How much R-value is lost when a seal breaks on a double-paned glass window? A friend says it is still dead air
I've read there isn't much insulating difference between a single pane and a double-pane window,-- it maybe amounts to $5 per window per year in heating oil. Search for "R U Warm yet" on this website: http://blog.tomevslin.com
So it seems the main reason to fix a double pane with condensation between the panes is aesthetic. Does everyone agree?
- Big DLv 51 decade agoFavorite Answer
If the seal is broken the vacuum between the pains is lost.
R-Value is gone.
- NancyLv 44 years ago
The thermal seal has failed. The manufacturers create a thermal seal between the panes of glass so air (or argon gas) is trapped between the panes. This provides better insulation for heat and cold as well as sound. Condensation is a sure sign that the seal has failed. There is no easy way to fix the seal, other than replace the window. You may find a company that will just replace the double paned glass with a factory seal, but it's nearly impossible to repair the existing glass.
- roadlessgraveledLv 41 decade ago
You are right...mostly....because the dead air space is the insulating factor. Thermo panes don't hold a vacuum, they are filled with an inert gas, like Argon...which doesn't transfer heat as well as regular air...but the difference between the inert gas and regular air is very small.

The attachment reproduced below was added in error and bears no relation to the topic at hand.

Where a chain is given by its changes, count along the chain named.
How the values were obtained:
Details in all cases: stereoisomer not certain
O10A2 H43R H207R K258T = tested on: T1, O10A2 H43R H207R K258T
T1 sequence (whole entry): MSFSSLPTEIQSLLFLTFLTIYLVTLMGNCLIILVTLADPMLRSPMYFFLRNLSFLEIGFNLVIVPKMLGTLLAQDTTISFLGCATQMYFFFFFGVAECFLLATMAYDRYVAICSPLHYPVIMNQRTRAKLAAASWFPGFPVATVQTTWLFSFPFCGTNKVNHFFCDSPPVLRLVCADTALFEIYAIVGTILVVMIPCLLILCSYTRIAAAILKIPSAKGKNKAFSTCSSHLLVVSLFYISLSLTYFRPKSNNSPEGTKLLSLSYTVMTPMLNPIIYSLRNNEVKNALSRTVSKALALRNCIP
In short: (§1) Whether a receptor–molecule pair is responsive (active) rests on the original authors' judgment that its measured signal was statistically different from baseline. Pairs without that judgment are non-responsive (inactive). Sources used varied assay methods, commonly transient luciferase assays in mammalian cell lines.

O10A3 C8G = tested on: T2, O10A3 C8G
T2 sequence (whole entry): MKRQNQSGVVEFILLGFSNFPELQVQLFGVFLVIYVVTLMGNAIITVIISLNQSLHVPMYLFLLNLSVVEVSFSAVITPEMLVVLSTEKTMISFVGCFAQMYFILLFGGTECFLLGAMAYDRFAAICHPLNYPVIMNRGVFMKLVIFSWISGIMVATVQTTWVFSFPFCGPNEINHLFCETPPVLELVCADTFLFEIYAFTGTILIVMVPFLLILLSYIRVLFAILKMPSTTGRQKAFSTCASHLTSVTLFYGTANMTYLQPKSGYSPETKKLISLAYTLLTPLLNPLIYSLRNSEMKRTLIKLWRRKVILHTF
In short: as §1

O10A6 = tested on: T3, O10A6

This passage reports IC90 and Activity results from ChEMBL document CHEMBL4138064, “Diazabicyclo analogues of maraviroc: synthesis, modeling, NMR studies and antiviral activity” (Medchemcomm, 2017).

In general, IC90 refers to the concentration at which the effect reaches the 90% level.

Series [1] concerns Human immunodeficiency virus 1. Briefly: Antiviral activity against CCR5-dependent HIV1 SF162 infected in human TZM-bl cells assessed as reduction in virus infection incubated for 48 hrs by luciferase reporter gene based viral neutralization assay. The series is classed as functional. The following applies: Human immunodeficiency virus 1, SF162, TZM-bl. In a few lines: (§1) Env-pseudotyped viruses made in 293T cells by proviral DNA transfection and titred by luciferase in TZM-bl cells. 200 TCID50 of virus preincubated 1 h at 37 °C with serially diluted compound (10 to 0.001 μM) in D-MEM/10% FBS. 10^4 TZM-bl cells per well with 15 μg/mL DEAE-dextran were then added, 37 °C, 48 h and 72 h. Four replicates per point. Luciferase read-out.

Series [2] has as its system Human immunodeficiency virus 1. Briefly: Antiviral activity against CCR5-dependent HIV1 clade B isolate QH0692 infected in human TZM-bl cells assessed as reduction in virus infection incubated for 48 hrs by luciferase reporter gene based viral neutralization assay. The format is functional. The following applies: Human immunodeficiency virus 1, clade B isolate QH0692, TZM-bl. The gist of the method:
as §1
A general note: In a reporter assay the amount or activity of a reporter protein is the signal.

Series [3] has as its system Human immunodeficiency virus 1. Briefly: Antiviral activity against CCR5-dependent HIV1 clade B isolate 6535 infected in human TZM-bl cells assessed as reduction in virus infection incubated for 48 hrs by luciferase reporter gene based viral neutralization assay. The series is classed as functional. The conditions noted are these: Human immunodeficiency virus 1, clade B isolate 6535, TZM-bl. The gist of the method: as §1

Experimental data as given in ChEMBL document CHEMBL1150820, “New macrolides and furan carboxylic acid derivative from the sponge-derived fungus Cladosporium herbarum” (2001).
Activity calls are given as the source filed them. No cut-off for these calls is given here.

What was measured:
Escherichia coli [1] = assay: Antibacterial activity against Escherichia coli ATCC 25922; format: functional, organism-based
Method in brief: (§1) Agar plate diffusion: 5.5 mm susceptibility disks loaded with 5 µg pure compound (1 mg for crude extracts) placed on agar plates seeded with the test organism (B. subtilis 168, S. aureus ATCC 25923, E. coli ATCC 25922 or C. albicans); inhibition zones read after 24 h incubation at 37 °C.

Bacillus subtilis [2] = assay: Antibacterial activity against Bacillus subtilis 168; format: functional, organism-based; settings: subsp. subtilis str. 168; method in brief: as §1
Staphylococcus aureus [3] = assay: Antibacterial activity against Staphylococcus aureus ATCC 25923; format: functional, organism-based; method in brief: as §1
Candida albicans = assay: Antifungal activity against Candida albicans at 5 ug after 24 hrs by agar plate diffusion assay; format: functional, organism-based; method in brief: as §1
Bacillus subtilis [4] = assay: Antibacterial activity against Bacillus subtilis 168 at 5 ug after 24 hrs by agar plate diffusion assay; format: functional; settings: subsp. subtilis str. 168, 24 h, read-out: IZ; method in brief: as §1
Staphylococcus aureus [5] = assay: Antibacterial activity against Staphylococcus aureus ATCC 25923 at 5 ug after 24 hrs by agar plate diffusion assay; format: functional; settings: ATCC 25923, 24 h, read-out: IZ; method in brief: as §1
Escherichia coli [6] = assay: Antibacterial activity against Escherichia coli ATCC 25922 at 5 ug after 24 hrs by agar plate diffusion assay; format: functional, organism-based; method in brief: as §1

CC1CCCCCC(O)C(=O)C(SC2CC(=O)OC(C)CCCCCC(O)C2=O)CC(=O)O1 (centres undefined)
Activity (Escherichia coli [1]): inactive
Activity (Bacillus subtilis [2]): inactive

While the difference between single and double panes in R-value is not tremendous (although $5 per window per year Xs the number of windows = a nice dinner for two) there is a comfort factor involved here.
Heat travels from hotter areas to colder areas. People are almost 100 degrees, so they radiate that heat away towards anything that is colder than that. The greater the difference in temperature between things, the more heat it "pulls", so if the surface of the windows is colder, they "feel" colder to you.
The surface of a thermopane window is several degrees warmer than a single pane, so they are more comfortable to sit near.Source(s): 50 plus years of living in Northern Wisconsin....
- car dudeLv 51 decade ago
why not take the window out, frame the opening and insulate the space? you can't see out of either, right? aside from the fact that the condensation could freeze and break the glass when it gets extremely cold some night. then what would you do? 3 am and not a window guy around. likely cost 5 times what fixing it would, right? good luck and happy holidays!Source(s): been called!